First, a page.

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Sweden's Pirate Party sets sail for Europe

Young voters gave a seat in EU parliament to new party that campaigned to loosen copyright laws.

Rick Falkvinge, leader of the Pirate Party, which advocates shortening the duration of copyright protection, cheers at preliminary results of the Swedish votes in the European parliament election on Sunday in Stockholm.

Fredrik Persson/AP

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It started as a protest movement over shutting down a website accused of distributing pirated music.

Today, it has a place in the European Parliament.

Buoyed by a majority of young people and first-time voters in Sweden, the Pirate Party won more than 7 percent of the vote, ensuring at least one seat at the European Union Parliament in Brussels.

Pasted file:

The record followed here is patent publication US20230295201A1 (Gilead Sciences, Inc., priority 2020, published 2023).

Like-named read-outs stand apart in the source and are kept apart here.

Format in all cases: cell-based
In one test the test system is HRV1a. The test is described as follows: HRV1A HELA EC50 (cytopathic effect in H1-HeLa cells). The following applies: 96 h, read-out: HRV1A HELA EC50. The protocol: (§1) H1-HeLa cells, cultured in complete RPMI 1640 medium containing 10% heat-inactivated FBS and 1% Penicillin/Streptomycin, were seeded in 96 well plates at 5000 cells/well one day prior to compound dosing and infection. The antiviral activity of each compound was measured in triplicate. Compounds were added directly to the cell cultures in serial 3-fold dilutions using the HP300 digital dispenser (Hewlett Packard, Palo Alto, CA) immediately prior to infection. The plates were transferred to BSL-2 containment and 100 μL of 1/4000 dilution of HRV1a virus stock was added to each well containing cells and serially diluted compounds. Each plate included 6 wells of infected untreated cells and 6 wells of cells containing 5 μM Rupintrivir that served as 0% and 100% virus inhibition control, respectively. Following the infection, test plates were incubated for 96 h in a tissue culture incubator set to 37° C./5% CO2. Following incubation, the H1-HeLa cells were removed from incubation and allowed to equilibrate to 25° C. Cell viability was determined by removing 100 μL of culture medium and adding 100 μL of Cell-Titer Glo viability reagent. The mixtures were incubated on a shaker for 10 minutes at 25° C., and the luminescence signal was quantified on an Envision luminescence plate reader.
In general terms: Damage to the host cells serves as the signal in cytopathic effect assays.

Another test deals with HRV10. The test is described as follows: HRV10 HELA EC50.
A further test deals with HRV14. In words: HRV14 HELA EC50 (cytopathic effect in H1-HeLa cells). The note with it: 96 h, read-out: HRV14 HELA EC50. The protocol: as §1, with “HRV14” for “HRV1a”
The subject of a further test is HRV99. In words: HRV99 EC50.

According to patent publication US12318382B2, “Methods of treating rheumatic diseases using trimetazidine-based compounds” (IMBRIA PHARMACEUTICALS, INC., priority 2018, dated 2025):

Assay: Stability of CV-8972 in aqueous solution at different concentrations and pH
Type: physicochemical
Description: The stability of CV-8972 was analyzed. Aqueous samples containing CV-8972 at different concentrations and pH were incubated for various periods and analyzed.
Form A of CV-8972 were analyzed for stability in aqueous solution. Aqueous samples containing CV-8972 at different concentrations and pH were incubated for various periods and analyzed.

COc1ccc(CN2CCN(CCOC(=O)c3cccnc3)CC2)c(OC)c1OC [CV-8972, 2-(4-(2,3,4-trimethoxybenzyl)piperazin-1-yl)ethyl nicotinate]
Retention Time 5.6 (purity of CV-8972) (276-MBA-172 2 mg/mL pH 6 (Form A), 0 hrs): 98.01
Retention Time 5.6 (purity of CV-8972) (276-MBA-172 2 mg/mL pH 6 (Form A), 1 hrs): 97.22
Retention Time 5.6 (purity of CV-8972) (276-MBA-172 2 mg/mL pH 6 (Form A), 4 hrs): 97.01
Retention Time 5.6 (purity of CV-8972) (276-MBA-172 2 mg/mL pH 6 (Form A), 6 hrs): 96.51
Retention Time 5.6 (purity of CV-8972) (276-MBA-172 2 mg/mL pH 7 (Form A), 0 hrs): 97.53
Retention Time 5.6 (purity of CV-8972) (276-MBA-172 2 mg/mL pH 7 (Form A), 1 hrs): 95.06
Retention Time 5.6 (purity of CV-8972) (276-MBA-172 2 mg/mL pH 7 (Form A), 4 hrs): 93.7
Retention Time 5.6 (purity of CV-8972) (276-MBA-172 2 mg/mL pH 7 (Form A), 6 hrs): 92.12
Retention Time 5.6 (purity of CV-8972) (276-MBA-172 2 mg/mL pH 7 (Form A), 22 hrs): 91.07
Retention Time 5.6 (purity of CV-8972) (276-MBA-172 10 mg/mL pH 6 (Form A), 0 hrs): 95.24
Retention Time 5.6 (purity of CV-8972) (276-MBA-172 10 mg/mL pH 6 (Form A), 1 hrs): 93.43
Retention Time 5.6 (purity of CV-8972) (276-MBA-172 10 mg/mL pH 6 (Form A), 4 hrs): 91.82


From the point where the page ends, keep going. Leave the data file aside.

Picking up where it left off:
The Pirate Party rose to prominence earlier this year by campaigning for the music and movie file-sharing website Pirate Bay.

In April, the website's founders were convicted of copyright violations and given a one-year jail sentence as well as a $3.6 million fine.

But in the wake of that ruling, the site continued to operate and the party tripled its membership base, becoming the third largest in the country.

There is more, however, to Monday's victory than a protest vote and illegal file sharing.

The Pirate Party won the support of the majority of Swedes under the age of 30, a group which traditionally fails to participate in European elections. According to polls, a quarter of their voters have little trust in politicians. Almost a fifth are potential supporters of the extreme right-wing Sweden Democrats, who – as a direct result of the Pirate Party – failed to garner enough support to win a seat.

While the Pirate Bay court case boosted the party's profile, the political climate was already changing in its favor.


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